|Quoting steeler83 (Reply 6):|
Hmmm. I'm a bit adventurous. Maybe I'll do that. I'm crazy enough...
If you're adventurous, just drive down into the gorge and take your swimming suit, a life jacket, and an air mattress with you; almost directly under the big bridge is the last big rapids that all of the rafters shoot; the raft trip can be fun when the rivers is high, but it takes a lot of time, and is fairly pricey. I always "shot the rapids" laying on an air mattress or a big truck tube.
Another thing my sons and I had a ball doing..........there's a huge rock, maybe 8 to 10 feet above the water, about 50 feet or so below the old bridge, which is maybe 30 or 40 feet above the water; I have a 150 ft length of poly-propylene rope, and we would tie one end of the rope to the underneath of the old bridge, then take the other end downstream, climb up on the big rock, and swing out, halfway across the river; at the far end of the swing, you were about 15 or 20 feet from the water, and you let go, went into the water, and fought the current to swim to the far side before the current took you on down to the rapids; the first time we had the rope up, all the people on the rafts coming downstream saw how much fun we were having and made the raft people stop so they could swing on our rope; everything went great for a while, but finally the people running the raft trips figured out that their customers were having more fun on our rope (for free), than they were having rafting, so they refused to stop and let people swing on our rope any more.
On one trip to the gorge we stayed 5 or 6 days, then left and went home. The very next day after we left, some guy who apparently was tired of living, stopped his car on the big bridge, directly above the side of the river we always camped on, and jumped off the bridge, landing in the huge rocks, 875 feet beneath the bridge; we were VERY glad we left the day we did, as his "impact zone" was only a few hundred below where we had been camping.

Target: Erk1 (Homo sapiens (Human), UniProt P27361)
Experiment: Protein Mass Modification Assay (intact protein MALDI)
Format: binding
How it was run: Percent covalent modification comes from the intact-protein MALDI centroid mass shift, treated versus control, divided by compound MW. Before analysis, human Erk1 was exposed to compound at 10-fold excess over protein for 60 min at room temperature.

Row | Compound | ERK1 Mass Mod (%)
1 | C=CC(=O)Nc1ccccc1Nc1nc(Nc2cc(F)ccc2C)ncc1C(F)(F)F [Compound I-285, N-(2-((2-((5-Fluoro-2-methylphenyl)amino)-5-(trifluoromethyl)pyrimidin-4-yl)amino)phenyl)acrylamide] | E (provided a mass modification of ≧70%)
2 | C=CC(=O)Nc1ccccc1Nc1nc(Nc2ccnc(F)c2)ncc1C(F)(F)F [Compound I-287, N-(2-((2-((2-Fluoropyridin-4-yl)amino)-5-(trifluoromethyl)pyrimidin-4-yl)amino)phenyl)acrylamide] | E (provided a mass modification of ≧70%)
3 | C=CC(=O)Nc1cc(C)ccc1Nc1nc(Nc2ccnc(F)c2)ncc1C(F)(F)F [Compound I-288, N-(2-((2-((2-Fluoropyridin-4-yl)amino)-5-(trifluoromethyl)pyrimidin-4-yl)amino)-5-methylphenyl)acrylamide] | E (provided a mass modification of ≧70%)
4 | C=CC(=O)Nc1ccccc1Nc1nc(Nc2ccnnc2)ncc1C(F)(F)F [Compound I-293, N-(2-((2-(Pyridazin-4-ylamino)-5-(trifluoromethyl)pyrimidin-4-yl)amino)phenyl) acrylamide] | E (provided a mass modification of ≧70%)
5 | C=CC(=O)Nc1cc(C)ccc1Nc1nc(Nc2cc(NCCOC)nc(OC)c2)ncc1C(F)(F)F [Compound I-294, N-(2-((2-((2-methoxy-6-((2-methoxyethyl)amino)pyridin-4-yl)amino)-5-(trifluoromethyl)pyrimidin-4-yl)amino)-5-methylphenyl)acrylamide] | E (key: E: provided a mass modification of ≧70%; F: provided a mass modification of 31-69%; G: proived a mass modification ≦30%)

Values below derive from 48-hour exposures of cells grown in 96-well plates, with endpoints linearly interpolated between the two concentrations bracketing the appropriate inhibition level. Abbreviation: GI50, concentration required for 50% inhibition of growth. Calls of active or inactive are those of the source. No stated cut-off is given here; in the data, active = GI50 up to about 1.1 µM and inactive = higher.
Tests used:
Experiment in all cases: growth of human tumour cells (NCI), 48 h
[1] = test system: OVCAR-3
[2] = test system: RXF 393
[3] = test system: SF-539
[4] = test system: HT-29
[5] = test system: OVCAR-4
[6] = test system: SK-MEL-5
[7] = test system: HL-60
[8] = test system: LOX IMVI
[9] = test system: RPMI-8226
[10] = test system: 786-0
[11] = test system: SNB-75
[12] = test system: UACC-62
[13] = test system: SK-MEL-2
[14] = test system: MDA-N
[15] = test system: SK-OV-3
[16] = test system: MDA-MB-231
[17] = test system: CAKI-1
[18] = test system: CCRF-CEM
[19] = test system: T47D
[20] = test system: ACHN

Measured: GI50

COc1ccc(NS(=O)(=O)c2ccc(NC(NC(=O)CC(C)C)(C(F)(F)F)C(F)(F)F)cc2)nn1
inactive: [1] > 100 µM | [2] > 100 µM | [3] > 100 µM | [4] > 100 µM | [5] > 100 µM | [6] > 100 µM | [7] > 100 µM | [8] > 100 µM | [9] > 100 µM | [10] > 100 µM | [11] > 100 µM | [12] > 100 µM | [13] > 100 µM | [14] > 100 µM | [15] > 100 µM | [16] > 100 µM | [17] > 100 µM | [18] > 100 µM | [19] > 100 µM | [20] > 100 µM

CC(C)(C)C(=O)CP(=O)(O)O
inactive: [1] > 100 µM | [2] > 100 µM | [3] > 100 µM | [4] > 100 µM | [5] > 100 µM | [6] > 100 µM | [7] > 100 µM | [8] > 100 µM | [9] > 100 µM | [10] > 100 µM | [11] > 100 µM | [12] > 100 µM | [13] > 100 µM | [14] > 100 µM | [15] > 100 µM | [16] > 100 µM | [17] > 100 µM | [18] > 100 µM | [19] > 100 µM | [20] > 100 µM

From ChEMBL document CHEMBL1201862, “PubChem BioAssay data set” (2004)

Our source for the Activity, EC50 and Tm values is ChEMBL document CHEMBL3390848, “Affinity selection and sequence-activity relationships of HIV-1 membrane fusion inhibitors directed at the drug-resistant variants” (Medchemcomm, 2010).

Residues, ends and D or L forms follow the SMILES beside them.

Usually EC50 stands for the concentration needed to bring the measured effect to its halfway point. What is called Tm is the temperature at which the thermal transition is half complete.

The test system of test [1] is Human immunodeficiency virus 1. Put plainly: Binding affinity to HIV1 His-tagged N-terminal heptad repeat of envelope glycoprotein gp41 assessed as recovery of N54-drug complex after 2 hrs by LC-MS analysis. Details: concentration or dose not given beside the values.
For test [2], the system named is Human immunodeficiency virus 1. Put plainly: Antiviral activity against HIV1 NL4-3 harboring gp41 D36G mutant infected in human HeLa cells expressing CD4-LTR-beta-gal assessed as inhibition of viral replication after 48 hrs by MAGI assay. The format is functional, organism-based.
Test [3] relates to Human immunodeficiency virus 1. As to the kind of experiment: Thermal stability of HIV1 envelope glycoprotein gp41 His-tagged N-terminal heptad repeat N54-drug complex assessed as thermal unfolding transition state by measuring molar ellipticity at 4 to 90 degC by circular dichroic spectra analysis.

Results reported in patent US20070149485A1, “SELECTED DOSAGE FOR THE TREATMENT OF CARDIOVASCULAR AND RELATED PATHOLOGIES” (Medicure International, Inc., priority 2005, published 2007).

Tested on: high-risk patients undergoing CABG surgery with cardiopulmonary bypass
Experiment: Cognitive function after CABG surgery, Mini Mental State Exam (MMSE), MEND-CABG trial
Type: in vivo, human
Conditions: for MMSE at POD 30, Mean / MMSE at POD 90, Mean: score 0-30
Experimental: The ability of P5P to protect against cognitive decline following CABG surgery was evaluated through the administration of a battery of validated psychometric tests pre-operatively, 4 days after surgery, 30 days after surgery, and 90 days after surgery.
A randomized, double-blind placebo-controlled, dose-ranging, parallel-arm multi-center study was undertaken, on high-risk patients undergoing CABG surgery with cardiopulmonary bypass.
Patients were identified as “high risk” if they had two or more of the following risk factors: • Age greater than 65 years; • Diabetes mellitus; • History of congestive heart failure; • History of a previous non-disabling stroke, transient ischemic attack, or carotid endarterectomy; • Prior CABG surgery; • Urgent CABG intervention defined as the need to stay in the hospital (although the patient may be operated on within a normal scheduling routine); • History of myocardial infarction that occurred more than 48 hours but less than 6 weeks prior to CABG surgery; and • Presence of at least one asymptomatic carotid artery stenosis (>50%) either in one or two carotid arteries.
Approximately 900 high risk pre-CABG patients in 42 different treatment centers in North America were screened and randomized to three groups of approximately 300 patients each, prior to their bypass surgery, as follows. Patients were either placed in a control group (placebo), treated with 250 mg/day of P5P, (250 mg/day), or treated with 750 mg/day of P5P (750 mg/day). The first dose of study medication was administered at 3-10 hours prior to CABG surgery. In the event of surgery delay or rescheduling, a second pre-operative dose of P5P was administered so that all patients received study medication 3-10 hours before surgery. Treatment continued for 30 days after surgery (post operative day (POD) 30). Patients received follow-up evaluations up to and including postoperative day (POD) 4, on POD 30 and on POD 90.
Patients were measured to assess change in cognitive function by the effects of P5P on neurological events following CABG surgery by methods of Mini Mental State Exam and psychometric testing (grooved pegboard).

This is kind of funny........the first time we ever went to NRG, (with my first wife), we were deciding where to set up our tent; my wife asked me, "how high did you say that bridge is" ? ME: 876 feet; a few minutes later, I saw her taking these big steps down the river bank towards the bridge; I asked her what she was doing............she replied,,,,,,," I want to set the tent up at least 1,000 feet from the bridge, in case it falls over during the night" ! ( She's also been known to ask airline pilots how many hours they have before she'll fly with them.)
Before the state started having Bridge Day (and allowing base jumping and bungee jumping), there was a big problem with people base jumping; one guy made it OK
until his parachute landed him in the river, and when his chute collapsed into the river, he was unable to free himself from it and drowned before anyone could rescue him. Actually, that incident was instrumental in getting Bridge Day started.
I have hundreds of pictures of the NRG Bridge, but they're all slides; I'm really hoping to take a few days this summer to drive down to West Virginia and take a bunch of new pictures with my D 300s.
There are a lot of very interesting things to see in West Virginia, beside the NRG Bridge; probably my 2nd favorite is the National Radio Astronomy Observatory at Green Bank, which is maybe 100 or 130m miles east of New River Gorge. They have a bunch of very big radio telescopes there, one of which is the largest steerable (on two axis) radio telescopes in the world; the thing is mind-boggling, it's so big ! I better google it before I quote any numbers !
You can see a lot of pictures at this link. The dish antenna of the GBT is 100 meters in diameter, and the thing is so big you need to get a few hundred feet from it to even see all of it. I just read that they use it about 6,500 hours per year for observing. I think the thing weighs something like a couple of battleships. The area around Green Bank (which is about 10 houses) is called a "radio quiet zone" and they go to great lengths to prohibit anything that creates radio frequencies.
For anyone having an interest in radio astronomy, this is THE PLACE to go !
While we're at it, here's a link to look at the NRG Bridge
For some strange reason, the link doesn't become "hyper"........just google "New River Gorge Bridge, West Virginia"
Stupidity: Doing the same thing over and over again and expecting a different result; Albert Einstein